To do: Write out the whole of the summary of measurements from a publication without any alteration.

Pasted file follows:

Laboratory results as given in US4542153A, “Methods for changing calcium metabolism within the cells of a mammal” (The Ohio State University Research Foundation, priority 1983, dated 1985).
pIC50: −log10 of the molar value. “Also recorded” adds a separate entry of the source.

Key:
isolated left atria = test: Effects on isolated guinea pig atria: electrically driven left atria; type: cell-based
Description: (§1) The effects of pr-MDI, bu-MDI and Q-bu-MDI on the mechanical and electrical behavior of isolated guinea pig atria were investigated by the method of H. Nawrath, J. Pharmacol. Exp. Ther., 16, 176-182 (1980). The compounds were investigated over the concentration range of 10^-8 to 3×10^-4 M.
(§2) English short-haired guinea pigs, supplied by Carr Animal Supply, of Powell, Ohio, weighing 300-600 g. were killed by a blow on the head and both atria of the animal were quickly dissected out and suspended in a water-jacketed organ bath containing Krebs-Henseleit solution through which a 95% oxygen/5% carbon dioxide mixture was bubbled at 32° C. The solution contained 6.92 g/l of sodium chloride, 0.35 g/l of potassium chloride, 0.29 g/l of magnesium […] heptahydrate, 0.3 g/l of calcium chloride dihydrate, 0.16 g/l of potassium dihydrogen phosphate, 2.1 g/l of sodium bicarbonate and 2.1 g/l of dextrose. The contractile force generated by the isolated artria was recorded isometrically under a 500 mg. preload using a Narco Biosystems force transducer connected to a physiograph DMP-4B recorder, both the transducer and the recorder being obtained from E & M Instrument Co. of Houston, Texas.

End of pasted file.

Laboratory results as given in US4542153A, “Methods for changing calcium metabolism within the cells of a mammal” (The Ohio State University Research Foundation, priority 1983, dated 1985).
pIC50: −log10 of the molar value. “Also recorded” adds a separate entry of the source.

Key:
isolated left atria = test: Effects on isolated guinea pig atria: electrically driven left atria; type: cell-based
Description: (§1) The effects of pr-MDI, bu-MDI and Q-bu-MDI on the mechanical and electrical behavior of isolated guinea pig atria were investigated by the method of H. Nawrath, J. Pharmacol. Exp. Ther., 16, 176-182 (1980). The compounds were investigated over the concentration range of 10^-8 to 3×10^-4 M.
(§2) English short-haired guinea pigs, supplied by Carr Animal Supply, of Powell, Ohio, weighing 300-600 g. were killed by a blow on the head and both atria of the animal were quickly dissected out and suspended in a water-jacketed organ bath containing Krebs-Henseleit solution through which a 95% oxygen/5% carbon dioxide mixture was bubbled at 32° C. The solution contained 6.92 g/l of sodium chloride, 0.35 g/l of potassium chloride, 0.29 g/l of magnesium […] heptahydrate, 0.3 g/l of calcium chloride dihydrate, 0.16 g/l of potassium dihydrogen phosphate, 2.1 g/l of sodium bicarbonate and 2.1 g/l of dextrose. The contractile force generated by the isolated artria was recorded isometrically under a 500 mg. preload using a Narco Biosystems force transducer connected to a physiograph DMP-4B recorder, both the transducer and the recorder being obtained from E & M Instrument Co. of Houston, Texas.